When working from home, it can become easy to start a little earlier or finish a little later.
We may also end up taking less breaks as we find ourselves missing out on those ‘water cooler chats’ or feeling more pressure to be glued to our laptop screens, in case someone contacts us.
At other times, it may be that family life interruptions or those moments of having a ‘blah’ day and the procrastination that can come with that, mean that we may feel like we haven’t achieved what we would have liked to. This can also be difficult or lead to us feeling like we must do more.
During this period, it could be helpful to discuss with your line manager about whether there is any flexibility in your working hours, if this seems like something that would allow work and home life to be more distinct.
Things like having reminders in our calendars about breaks or finishing ‘on time’ may also help us to be more boundaried around our time.
- Challenge: For at least two days a week, ensure that we are starting and finishing work on time.
If you are noticing that the separation between work and home life is becoming more difficult, then consider letting others know so that they can offer help and support around this.
It might be that you would like to share this with your line manager, members of your team or people in your personal life, so they can offer check-ins on how you’re doing and support around this.
- Challenge: Take a moment to consider your own boundaries around work. Are there areas you would like support with? If so, think about who could provide support with this and reach out to them.
Remember our boundaries aren’t black or white
It can be easy to slip into thinking of boundaries as something that are fixed, and to become unrealistic about our expectations.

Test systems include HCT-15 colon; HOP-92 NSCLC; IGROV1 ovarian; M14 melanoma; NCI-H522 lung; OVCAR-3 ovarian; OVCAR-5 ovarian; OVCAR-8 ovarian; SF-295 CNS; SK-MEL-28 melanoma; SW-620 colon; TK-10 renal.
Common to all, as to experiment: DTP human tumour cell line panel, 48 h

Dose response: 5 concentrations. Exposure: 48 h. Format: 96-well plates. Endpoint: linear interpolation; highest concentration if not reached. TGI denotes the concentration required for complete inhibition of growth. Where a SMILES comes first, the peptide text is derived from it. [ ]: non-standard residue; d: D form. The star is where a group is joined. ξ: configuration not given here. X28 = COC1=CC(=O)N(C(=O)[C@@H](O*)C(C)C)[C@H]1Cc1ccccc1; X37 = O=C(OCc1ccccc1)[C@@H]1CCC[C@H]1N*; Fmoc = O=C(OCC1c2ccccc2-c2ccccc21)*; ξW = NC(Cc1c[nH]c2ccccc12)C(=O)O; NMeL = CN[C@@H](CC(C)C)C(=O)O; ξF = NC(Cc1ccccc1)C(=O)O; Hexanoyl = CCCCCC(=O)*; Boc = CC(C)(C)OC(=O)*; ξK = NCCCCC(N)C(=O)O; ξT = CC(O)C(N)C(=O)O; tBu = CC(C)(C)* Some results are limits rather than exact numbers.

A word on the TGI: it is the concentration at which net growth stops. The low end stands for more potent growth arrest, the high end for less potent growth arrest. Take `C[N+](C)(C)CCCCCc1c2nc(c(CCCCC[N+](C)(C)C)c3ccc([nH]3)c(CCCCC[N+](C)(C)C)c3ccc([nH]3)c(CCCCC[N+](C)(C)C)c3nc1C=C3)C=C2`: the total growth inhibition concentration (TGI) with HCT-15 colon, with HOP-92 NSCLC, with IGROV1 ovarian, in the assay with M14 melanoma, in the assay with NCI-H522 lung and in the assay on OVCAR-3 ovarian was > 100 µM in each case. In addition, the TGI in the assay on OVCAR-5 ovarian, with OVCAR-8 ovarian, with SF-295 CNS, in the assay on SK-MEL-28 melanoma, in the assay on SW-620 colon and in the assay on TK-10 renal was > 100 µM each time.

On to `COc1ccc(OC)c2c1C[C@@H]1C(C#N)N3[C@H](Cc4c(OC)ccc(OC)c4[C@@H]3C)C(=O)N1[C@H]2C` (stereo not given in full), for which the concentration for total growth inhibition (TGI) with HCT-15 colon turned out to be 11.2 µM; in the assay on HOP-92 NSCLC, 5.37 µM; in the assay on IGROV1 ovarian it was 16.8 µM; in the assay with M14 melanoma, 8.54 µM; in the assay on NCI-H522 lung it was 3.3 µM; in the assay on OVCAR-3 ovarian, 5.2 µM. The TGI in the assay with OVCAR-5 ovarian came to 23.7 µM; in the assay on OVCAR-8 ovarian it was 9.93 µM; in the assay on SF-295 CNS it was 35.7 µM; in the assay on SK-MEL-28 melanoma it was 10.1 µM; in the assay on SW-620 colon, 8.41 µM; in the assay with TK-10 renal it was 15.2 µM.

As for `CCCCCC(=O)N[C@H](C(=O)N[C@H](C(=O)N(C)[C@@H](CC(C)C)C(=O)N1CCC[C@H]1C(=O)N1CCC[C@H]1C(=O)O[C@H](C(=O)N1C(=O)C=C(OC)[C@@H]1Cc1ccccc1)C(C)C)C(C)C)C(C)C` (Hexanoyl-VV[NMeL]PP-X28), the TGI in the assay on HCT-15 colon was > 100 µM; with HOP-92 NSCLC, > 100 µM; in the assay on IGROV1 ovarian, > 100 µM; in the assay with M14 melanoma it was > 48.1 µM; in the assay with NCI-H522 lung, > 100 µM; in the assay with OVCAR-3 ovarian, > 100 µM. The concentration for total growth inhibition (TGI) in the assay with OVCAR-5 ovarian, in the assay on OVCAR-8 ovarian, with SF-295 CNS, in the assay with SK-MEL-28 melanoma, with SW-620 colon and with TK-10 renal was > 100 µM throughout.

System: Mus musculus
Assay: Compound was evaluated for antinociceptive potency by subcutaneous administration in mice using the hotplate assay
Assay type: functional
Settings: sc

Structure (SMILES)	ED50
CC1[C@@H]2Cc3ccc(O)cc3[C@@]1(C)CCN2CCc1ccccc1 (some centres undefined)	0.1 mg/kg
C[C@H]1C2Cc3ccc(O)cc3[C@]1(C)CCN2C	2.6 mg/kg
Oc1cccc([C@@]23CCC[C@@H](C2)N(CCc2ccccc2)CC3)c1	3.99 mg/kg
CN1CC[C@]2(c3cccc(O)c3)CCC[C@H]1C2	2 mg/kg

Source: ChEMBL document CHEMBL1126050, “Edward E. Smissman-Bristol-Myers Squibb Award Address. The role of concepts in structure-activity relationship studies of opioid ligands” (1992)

As someone once said to me recently, it’s about being “bendy not floppy”!
Sometimes it’s okay that we may have to stay a bit late or say yes when we really wanted to say no, but it can be helpful to think how we may address that in the future.
For example, it may help to try having a longer break on another day or taking a step back when something is asked.
- Challenge: Think of a time when you have felt that you were unable to maintain your work boundaries – what would you like to be able to do differently in the future?
Try to remain compassionate
It is likely that we will all have times when we feel like our boundaries haven’t been as strong as we would have liked.
It can be easy to berate ourselves or feel like we ‘should’ have done something differently. If this is the case, try to notice these thoughts and be kind to yourself in how you respond.
What would you say to a friend if they have done the same thing?
- Challenge: Think of a time when you have felt frustrated with yourself or noticed yourself using the words ‘should’ or ‘ought to’ in relation to maintaining a work-life balance. Consider how you could respond more compassionately to yourself if these thoughts crop up again.